Friday, May 21, 2010
Invisible Girl by Mary Hanlon Stone
When poor Boston girl Stephanie is abandoned by her abusive mother and taken in by Annie’s Beverly Hills family, she feels anything but home. Her dark complexion and accent stick out like a sore thumb in the golden-hued world of blondes and extravagance. These are girls who seem to live life in fastforward, while Stephanie is stuck on pause. Yet when a new rival moves to town, threatening Annie’s queen-bee status, Stephanie finds herself taking sides in a battle she never even knew existed, and that feeling invisible is a wound that can only be healed by standing up for who she is.
Brilliant newcomer Mary Hanlon Stone delivers a compulsively readable insider’s view of growing up in a world where money and privilege don’t always glitter.
When a publisher goes so far to say the phrase "brilliant newcomer" in correlation with the author's name, you begin to get high hopes. Well, at least I do. So going into this I was expecting well brilliancy or at the least a compelling, captivating read. Though, while I did somewhat receive that, I felt that Invisible Girl wasn't as nearly as fantastic as it could have been.
First, let's start with the aspects I did like; one would be the characters, Stephanie in particular.
Stephanie was a girl that you couldn't help but feel the need or want, perhaps, to save. Since, in her short fourteen years of life she's felt more pain and sadness then most people have in a lifetime. From the lack of love her abusive mother shows to the unwillingness from her father to stand up for his own child, Stephanie feels like she's unwanted and that begins her feelings as an invisible girl.
It was outright compelling to see her journey as she attempted to find her place in this world apart from her worthless parents. It's an absolute given, in my opinion, to say that I was rooting for her because who wouldn't? Plus, I really enjoyed how Ms. Hanlon made her emotions jump right off the page from the start and become a part of you.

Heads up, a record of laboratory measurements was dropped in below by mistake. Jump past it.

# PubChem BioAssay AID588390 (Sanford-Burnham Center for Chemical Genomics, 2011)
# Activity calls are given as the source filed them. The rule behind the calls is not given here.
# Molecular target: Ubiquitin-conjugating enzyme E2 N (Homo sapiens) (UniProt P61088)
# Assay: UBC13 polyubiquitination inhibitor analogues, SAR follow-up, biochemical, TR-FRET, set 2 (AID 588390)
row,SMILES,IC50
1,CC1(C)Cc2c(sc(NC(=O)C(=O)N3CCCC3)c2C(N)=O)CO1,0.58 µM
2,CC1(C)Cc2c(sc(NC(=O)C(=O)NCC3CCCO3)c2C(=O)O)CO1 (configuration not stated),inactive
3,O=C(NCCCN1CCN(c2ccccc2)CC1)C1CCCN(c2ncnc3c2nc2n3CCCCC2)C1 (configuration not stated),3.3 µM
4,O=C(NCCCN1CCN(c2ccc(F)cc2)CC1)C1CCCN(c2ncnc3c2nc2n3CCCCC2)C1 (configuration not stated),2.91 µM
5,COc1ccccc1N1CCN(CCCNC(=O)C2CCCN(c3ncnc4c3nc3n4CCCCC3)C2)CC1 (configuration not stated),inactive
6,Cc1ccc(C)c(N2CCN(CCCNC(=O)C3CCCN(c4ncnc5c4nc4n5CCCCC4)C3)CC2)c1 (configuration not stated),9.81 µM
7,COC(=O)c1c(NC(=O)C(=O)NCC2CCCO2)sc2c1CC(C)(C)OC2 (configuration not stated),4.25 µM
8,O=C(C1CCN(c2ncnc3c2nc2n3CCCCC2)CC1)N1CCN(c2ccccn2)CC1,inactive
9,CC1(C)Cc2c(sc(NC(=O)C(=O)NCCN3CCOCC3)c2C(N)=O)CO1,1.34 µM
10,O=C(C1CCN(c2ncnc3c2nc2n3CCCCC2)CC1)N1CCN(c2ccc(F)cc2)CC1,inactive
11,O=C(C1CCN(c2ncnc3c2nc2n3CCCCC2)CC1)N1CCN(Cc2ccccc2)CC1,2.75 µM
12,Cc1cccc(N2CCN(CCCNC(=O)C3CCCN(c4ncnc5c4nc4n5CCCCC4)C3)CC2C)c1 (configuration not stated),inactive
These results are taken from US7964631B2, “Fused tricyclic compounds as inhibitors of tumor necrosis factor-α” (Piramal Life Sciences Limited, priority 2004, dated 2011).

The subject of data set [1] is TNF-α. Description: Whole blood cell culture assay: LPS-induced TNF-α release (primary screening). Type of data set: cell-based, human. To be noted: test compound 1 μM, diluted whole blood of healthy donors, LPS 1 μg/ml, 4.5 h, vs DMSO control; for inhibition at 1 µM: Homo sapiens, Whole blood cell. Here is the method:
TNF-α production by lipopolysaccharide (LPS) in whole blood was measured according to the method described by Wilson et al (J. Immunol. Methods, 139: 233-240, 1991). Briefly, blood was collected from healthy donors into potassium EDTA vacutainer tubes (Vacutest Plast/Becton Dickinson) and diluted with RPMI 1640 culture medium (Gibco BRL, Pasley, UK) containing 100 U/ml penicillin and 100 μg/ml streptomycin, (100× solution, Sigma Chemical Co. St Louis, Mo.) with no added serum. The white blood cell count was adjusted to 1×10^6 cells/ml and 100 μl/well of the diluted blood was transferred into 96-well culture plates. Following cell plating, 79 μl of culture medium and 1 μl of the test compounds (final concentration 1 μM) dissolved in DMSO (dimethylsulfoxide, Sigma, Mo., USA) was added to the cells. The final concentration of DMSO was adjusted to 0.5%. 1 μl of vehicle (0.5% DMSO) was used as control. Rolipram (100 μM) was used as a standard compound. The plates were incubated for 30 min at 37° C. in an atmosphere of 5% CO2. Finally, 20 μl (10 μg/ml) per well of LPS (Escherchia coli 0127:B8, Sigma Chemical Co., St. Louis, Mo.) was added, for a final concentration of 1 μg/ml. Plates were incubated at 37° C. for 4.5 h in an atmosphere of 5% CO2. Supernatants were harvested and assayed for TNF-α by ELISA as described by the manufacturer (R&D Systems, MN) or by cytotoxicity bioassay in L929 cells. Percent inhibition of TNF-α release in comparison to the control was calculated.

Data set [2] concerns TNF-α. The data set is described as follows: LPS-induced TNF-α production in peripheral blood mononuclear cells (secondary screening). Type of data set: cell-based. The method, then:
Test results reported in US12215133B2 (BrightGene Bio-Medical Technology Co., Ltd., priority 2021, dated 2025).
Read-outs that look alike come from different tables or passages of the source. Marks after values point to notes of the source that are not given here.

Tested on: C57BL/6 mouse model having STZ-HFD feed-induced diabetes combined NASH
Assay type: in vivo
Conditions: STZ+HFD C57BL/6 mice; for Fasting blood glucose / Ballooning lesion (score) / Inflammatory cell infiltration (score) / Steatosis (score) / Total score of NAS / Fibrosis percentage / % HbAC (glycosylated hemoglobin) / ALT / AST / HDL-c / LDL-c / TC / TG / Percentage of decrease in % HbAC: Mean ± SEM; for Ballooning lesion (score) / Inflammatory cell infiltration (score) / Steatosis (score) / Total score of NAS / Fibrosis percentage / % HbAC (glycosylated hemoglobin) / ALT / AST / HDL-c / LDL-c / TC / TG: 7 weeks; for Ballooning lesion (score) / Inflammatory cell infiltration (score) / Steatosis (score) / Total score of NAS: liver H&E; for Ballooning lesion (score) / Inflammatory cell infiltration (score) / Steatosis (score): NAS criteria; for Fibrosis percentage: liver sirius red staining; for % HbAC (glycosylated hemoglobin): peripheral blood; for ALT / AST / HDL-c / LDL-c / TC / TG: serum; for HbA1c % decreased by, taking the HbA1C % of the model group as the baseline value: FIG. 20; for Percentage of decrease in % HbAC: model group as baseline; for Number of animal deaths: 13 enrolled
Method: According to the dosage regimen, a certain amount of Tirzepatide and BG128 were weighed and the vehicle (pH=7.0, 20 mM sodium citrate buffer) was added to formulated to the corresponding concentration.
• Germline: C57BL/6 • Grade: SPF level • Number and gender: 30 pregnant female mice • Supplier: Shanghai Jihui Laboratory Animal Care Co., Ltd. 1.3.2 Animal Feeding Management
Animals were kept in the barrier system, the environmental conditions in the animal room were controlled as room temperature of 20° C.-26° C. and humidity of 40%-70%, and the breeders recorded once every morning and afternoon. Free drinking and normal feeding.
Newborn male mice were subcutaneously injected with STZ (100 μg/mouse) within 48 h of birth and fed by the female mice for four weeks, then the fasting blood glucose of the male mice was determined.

While some of her new California friends weren't the greatest out there, a few did manage to shine with one being Amal. Amal is the new girl from the South that quickly falls into the group Stephanie herself had months before, and even though Amal and Stephanie are completely different characters, I still felt that they complemented each other a way that only best friends can. Since through their time as friends, they pulled each other as the other fell down and with that implied they would be there through the good and bad times; something that most don't mind having in a best friend.
Sadly enough, the plot wasn't as nearly as great as the characters. Since because of the lack of a fast pace, I had to push myself to get through parts of this. Also I sometimes felt that Invisible Girl was one story that I've heard before.
With saying that though, Ms. Stone still contained to shine through her characters and writing, which left this to become a mostly venial problem.
The one other aspect that brought this down a couple of grades was the ending. I felt that it anti-climatic and left some key plot points wide open by shoving them aside, which made me somewhat angry. Since, I would have loved to seen more closure. Though, as I think of it, maybe the point of this is to let the reader decide were Stephanie goes next and whether or not she gets her happy ending. (<< highlight to see. It's not really a spoiler, but I don't want anyone mad at me.)
Overall, Invisible Girl is still a stunning book even with the flaws it had.
Lastly, it's a book dealing with a very important issue that needs more light, so with that I'll leave you with these last words: READ IT!
Invisible Girl will be published on May 27, 2010 by Philomel.
Source: Publisher/ Publicist for reveiw. Thanks Penguin/ Anna!